The console is the part of the organ from which all mechanisms of the instrument are centrally controlled. Depending on the equipment of the organ, it mainly contains the keyboards ( manuals for the hands and pedals for the feet), the stops (or levers or buttons) and a music stand (usually with lighting). In addition, you will find the operating elements of the game aids such as coupling , blind swell and roller or switches for the combinations . Occasionally wind pressure displays and voltmeters are also attached to the gaming table.
With mechanical organs, the console is usually built directly onto the organ (often as a lockable play cabinet in the lower wall of the organ prospectus ) in order to keep the playing weight and the organ's susceptibility to errors as low as possible. In most cases this leads to the organist playing with his back or with his side facing the church; In these cases, one speaks of “foreplay” and “side play”. The latter is more common with smaller, single-manual organs with limited space. In rare cases, play systems can also be found behind the scenes, ie the console is behind the organ. The view of the church interior is often ensured by mirrors.
After free-standing gaming tables with a view of the room had been built on various occasions from the middle of the 18th century, especially in southern Germany, this became widespread with the introduction of the pneumatic game mechanism in the 19th century. When using an electronic, electric or electropneumatic action, mobile gaming tables are also possible, which can be flexibly positioned in the church space as required.
With organs outside of churches, the organist was made visible to the conductor in the orchestra by means of the electrically operated, movable console. However, this required electricity in the concert halls. Electrically operated concert organs made their way from the USA via England to Germany. The first electric gaming table in Germany was built in 1903 by the Voit company for the new town hall in Heidelberg (with three manuals and pedal). In 1993 this organ was restored.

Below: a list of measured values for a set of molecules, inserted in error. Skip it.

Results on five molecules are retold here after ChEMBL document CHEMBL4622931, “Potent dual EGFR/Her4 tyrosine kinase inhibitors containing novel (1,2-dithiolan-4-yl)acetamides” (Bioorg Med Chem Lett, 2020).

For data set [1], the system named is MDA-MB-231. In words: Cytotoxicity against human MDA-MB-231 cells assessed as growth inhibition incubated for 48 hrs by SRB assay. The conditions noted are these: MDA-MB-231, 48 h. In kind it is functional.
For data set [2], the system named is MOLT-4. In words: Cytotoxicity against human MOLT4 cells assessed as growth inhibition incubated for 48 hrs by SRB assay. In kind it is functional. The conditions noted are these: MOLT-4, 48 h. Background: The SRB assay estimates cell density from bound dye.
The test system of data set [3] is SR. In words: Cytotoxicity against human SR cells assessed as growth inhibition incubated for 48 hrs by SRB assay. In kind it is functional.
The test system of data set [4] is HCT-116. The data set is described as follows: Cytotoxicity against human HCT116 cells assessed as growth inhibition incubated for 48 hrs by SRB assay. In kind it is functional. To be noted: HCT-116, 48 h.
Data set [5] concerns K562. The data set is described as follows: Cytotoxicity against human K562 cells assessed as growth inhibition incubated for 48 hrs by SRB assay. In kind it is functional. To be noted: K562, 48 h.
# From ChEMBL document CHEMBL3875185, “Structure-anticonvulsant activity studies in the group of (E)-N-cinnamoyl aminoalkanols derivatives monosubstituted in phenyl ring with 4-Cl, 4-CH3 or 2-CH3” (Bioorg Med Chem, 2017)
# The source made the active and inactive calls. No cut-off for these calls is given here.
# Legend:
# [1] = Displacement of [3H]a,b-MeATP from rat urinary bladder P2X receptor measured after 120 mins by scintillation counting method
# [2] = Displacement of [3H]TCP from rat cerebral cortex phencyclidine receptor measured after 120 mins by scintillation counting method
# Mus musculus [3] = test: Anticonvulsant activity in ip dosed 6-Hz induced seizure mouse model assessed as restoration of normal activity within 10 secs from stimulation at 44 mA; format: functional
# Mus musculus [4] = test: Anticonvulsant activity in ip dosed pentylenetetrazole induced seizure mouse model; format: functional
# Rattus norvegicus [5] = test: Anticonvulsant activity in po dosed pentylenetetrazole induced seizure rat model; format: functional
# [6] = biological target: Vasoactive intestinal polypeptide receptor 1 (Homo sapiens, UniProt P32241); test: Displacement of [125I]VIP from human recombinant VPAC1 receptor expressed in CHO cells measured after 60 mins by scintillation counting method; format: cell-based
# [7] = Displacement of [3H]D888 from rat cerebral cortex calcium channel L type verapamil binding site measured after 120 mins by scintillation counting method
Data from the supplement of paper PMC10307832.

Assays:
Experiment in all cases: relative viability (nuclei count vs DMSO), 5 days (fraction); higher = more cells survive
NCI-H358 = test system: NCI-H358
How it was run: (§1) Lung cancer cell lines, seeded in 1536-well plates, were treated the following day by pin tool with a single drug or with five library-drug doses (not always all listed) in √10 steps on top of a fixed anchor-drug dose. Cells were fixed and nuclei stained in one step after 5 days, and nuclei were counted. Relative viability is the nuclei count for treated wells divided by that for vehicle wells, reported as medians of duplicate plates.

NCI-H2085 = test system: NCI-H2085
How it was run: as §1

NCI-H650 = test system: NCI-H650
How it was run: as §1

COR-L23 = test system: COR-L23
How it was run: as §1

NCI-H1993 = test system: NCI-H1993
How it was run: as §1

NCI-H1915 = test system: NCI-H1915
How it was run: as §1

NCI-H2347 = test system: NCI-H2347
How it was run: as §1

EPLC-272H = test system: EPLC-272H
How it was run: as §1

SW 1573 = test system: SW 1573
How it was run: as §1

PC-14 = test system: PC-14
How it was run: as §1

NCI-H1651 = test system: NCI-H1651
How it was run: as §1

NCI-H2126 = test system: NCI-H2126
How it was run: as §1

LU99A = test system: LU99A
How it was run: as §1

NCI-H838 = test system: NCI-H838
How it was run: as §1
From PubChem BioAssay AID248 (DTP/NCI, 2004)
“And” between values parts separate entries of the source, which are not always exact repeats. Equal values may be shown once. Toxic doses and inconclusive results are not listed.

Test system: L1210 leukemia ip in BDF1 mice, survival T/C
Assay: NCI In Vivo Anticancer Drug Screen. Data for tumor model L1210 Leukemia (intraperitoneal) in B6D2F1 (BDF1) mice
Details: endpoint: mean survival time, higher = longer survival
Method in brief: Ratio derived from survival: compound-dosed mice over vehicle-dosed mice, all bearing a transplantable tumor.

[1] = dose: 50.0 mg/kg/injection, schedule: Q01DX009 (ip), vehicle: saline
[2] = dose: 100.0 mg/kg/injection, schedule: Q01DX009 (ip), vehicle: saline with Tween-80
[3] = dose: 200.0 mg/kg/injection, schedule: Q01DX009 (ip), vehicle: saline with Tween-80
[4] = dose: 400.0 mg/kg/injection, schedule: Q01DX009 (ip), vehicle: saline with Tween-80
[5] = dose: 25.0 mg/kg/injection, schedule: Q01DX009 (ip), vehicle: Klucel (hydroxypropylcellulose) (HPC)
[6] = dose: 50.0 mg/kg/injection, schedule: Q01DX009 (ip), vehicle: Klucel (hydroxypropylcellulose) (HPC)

Large organs can also have two gaming tables (mechanical gaming table directly on the instrument and electric gaming table in the church interior), which can be used depending on the purpose (church service or concert). In churches with several organs there is sometimes a main console from which all instruments can be played centrally.
Other systems that are not directly used for organ playing can also be attached to the console. Many organs are equipped with mirrors or a monitor in connection with a video camera in order to enable the organist to have contact with the liturgical events. Lights and switches or, less often, telephones are used to communicate with others involved in the worship service. In Catholic churches there is also often a device for controlling the song display near the organ. Some gaming tables also have a microphone connected to the church's loudspeaker system. This supports the acoustic effect of the singing voice in a large church room when the organist also acts as the lead singer at church services or masses .
The dimensions of gaming tables are very different. In contrast to piano construction, no fixed standards have been established to this day. Many organ builders use historical or historically influenced console dimensions in order to give a historically inspired organ a corresponding playing feel. For example, gaming tables often differ in the distances between the manuals, the size of the keys on the manuals and the pedal.
In June 2000, the Association of Organ Experts in Germany and the Association of German Organ Builders presented a new set of standards for organ console. The VOD / BDO standard 2000 is intended for the first time to link technological developments in this area with ergonomic requirements and knowledge. However, the organ builder is not obliged to adhere to the standard. As before, the recommendations only apply to newly built organs. They are not used for listed instruments. It is recommended that clients of new buildings use the standard as the basis for tenders.
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- Christoph Keggenhoff: New gaming table standards . Joint meeting of VOD and BDO in Bremen. In: Orgel International (Freiburg Music Forum), Issue 4, 2000.
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- Klemens Schnorr: About the placement of the gaming table. In: Small large organ world. 25 contributions of various kinds collected and edited by Silke Berdux. Allitera Verlag, Munich 2019, ISBN 978-3-96233-126-9 , pp. 147–157.
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- Klotz: The book of the organ. 1979, pp. 67-68.
- Standards committee of the Association of Organ Experts in Germany (VOD) and the Federation of German Organ Builders (BDO) (ed.): Spieltischnormen 2000. Orgelbau-Fachverlag Rensch, Lauffen am Neckar 2001, ISBN 3-921848-10-5 .